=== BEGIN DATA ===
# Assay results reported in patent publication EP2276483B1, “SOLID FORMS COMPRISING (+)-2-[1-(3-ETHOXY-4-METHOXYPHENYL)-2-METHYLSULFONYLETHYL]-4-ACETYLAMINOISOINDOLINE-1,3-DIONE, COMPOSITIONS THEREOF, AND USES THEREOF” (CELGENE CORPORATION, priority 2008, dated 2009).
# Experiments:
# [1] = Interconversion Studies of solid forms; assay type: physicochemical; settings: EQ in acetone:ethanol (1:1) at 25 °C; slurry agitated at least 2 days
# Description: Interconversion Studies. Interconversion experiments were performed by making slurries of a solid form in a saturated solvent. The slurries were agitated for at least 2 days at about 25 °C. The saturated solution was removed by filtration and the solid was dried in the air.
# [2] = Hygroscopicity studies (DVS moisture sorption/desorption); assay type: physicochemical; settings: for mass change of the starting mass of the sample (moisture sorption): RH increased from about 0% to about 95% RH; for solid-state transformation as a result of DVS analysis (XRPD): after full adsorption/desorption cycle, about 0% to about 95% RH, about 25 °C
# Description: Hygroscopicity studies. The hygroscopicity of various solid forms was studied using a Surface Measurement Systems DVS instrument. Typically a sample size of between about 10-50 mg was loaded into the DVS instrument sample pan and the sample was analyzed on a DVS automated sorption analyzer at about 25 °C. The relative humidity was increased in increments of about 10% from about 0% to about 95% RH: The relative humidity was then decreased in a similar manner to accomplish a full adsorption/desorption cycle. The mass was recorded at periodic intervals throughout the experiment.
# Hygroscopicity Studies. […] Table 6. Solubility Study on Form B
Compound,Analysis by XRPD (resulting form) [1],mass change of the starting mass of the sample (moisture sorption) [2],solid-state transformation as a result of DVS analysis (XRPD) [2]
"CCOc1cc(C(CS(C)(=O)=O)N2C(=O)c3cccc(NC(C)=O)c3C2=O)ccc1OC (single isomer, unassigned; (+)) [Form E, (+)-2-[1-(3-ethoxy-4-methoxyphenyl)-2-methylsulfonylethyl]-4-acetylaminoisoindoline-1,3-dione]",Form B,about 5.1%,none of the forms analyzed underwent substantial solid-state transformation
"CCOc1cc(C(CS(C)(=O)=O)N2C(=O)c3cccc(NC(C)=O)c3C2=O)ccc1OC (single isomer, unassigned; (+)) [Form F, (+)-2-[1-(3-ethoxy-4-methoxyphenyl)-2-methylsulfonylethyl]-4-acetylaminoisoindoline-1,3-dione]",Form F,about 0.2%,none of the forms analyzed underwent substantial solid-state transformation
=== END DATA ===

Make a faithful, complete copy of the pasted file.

# Assay results reported in patent publication EP2276483B1, “SOLID FORMS COMPRISING (+)-2-[1-(3-ETHOXY-4-METHOXYPHENYL)-2-METHYLSULFONYLETHYL]-4-ACETYLAMINOISOINDOLINE-1,3-DIONE, COMPOSITIONS THEREOF, AND USES THEREOF” (CELGENE CORPORATION, priority 2008, dated 2009).
# Experiments:
# [1] = Interconversion Studies of solid forms; assay type: physicochemical; settings: EQ in acetone:ethanol (1:1) at 25 °C; slurry agitated at least 2 days
# Description: Interconversion Studies. Interconversion experiments were performed by making slurries of a solid form in a saturated solvent. The slurries were agitated for at least 2 days at about 25 °C. The saturated solution was removed by filtration and the solid was dried in the air.
# [2] = Hygroscopicity studies (DVS moisture sorption/desorption); assay type: physicochemical; settings: for mass change of the starting mass of the sample (moisture sorption): RH increased from about 0% to about 95% RH; for solid-state transformation as a result of DVS analysis (XRPD): after full adsorption/desorption cycle, about 0% to about 95% RH, about 25 °C
# Description: Hygroscopicity studies. The hygroscopicity of various solid forms was studied using a Surface Measurement Systems DVS instrument. Typically a sample size of between about 10-50 mg was loaded into the DVS instrument sample pan and the sample was analyzed on a DVS automated sorption analyzer at about 25 °C. The relative humidity was increased in increments of about 10% from about 0% to about 95% RH: The relative humidity was then decreased in a similar manner to accomplish a full adsorption/desorption cycle. The mass was recorded at periodic intervals throughout the experiment.
# Hygroscopicity Studies. […] Table 6. Solubility Study on Form B
Compound,Analysis by XRPD (resulting form) [1],mass change of the starting mass of the sample (moisture sorption) [2],solid-state transformation as a result of DVS analysis (XRPD) [2]
"CCOc1cc(C(CS(C)(=O)=O)N2C(=O)c3cccc(NC(C)=O)c3C2=O)ccc1OC (single isomer, unassigned; (+)) [Form E, (+)-2-[1-(3-ethoxy-4-methoxyphenyl)-2-methylsulfonylethyl]-4-acetylaminoisoindoline-1,3-dione]",Form B,about 5.1%,none of the forms analyzed underwent substantial solid-state transformation
"CCOc1cc(C(CS(C)(=O)=O)N2C(=O)c3cccc(NC(C)=O)c3C2=O)ccc1OC (single isomer, unassigned; (+)) [Form F, (+)-2-[1-(3-ethoxy-4-methoxyphenyl)-2-methylsulfonylethyl]-4-acetylaminoisoindoline-1,3-dione]",Form F,about 0.2%,none of the forms analyzed underwent substantial solid-state transformation